Whether in a doctor’s office or at a Back to School Fair, books from the Clallam County Literacy Council have caught the eyes of thousands of children on the Olympic Peninsula in the last year.
Created in 2003-2004 to show reading can be fun, the council — a nonprofit group of about a dozen volunteers — continues to distribute free books to children and adults through various agencies and partners to promote reading, particularly to children, for at least 20 minutes a day.
“The hope is to plant a seed because there’s not much that compares to learning to read,” council president Philomena Lund, a Sequim resident and retired teacher, said.
“If you learn to read, there are a lot of things you can do with your life.”
Even with a few volunteers, the literacy council remains a “well-oiled machine,” Lund said.
Numbers are still being tallied for last year, but organizers estimate the council gave out 4,250 books in 2017, and thousands more each year prior.
The literacy council has maintained a presence at close to a dozen events each year including Sequim and Port Angeles school districts’ Back to School Fairs, Homeless Connect and many more.
Lund said it’s not uncommon to see children plop down immediately and begin reading once they receive their free book.
“You see that one or two times and you’re sold (on volunteering),” she said.
The literacy council’s sticky label goes on books that helpers, led by volunteer Jo Ann Thompson of Sequim, distribute in 225 book baskets for its Bookworm Club, from Forks to Sequim, in venues such as waiting rooms and restaurants.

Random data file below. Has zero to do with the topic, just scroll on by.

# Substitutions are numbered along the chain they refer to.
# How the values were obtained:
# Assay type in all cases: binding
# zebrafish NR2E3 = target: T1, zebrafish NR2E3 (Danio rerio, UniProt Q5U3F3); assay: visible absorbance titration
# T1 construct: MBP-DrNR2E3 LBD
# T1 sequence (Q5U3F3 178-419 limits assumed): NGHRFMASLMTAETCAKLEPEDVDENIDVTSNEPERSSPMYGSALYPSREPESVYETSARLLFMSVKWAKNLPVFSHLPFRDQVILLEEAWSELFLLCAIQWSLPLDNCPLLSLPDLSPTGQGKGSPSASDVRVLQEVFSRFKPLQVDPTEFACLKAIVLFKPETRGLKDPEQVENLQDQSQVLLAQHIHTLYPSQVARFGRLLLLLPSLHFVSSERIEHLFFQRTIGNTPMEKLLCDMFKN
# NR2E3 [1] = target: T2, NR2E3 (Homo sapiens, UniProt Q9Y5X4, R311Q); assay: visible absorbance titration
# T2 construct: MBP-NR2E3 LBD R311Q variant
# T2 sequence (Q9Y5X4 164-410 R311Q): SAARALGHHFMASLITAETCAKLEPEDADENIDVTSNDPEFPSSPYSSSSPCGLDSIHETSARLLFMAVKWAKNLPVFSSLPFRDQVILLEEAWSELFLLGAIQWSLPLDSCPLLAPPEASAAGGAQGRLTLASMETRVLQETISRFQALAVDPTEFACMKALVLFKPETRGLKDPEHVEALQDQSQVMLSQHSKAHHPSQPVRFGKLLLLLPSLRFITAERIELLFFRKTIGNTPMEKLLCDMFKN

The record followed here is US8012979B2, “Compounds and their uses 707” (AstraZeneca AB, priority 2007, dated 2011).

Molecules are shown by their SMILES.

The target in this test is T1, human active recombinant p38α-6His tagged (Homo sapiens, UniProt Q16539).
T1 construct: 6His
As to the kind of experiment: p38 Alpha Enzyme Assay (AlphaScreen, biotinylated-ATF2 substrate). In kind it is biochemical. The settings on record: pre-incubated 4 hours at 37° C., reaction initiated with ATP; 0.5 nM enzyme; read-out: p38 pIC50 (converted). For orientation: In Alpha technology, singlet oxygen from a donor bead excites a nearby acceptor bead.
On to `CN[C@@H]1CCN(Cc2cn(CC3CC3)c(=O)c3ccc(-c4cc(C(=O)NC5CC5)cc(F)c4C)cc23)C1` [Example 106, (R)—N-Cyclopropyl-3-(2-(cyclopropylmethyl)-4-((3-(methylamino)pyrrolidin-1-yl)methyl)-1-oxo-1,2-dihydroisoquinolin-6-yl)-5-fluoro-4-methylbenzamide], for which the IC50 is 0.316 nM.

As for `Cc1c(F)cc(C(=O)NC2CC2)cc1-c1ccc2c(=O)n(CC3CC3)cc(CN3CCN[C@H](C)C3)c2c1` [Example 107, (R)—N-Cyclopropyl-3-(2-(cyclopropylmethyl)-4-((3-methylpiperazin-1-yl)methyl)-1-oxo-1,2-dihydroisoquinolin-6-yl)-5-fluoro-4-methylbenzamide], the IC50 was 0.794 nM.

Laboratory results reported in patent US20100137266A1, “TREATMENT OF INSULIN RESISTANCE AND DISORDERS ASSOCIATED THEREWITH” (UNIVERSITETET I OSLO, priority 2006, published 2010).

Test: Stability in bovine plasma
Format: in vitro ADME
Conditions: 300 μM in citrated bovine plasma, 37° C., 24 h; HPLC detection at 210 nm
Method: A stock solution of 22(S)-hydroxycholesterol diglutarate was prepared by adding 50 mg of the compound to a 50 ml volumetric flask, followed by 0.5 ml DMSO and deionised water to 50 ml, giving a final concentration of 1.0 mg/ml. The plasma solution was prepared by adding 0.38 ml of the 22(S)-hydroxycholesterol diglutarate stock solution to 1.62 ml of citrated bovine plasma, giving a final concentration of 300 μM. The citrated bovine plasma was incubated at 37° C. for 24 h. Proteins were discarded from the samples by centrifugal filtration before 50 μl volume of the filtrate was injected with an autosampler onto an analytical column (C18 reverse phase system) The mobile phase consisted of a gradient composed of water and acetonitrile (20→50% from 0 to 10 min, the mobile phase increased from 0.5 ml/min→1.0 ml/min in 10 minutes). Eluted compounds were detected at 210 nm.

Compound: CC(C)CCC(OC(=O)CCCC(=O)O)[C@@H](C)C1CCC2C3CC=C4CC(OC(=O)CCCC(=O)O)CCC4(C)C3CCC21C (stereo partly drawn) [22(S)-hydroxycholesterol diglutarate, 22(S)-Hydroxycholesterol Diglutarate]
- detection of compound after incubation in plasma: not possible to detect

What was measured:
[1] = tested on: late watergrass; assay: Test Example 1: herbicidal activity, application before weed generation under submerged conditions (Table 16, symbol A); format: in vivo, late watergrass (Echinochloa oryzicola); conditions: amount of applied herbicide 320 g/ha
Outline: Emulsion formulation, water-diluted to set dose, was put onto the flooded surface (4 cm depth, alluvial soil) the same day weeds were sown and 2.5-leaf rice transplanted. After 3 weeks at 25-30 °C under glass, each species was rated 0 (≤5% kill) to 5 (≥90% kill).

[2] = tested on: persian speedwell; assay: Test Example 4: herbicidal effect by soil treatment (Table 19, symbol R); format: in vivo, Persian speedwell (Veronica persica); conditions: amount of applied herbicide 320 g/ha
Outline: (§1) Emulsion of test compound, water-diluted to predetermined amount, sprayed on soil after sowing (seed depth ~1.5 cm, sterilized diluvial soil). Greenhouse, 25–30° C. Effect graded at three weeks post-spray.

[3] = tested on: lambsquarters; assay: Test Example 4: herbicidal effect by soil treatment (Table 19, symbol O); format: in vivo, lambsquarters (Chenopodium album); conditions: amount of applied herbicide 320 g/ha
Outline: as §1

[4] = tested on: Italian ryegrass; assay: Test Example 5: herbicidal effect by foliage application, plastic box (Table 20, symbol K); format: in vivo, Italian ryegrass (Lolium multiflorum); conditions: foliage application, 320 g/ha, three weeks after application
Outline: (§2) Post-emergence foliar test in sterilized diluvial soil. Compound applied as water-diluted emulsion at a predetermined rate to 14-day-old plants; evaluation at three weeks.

“They are wherever children might be expected to wait quietly throughout Clallam County with eight to ten books that are changed out periodically,” Lund said.
Books also go to new parents as they leave Olympic Medical Center and Forks Community Hospital, children entering foster care, and to food banks.
This month, the council provided books and gift cards for its annual Bookworm Reading Contest for preschoolers up to eighth-graders, so that public and private schools, after-school programs, preschools and others can offer reading contests of their own.
Turning the page
Along with planned giving/programming, the Clallam County Literacy Council can provide up to 100 children’s books once a year for organizations, and can supply book prizes for school and/or library contests.
The group no longer hosts a Family Literacy Day but looks to partner more with other agencies, such as the North Olympic Library System.
Under United Way of Clallam County, council volunteers look ahead to expand their offerings. A few possibilities are starting an illiteracy program with students and/or children and continuing student tutoring.
“We need other people with a vision and passion,” Lund said.
Volunteers say the most important step the council can make to assure children’s success is to help them become readers.
To support the group directly, designate funds go to the “Clallam County Literacy Council” by contacting United Way of Clallam County at 360-457-3011, email to email@example.com or visit www.unitedwayclallam.org.
To volunteer with the Clallam County Literacy Council, contact Lund at 360-477-4742 or firstname.lastname@example.org.
Reach Matthew Nash at email@example.com.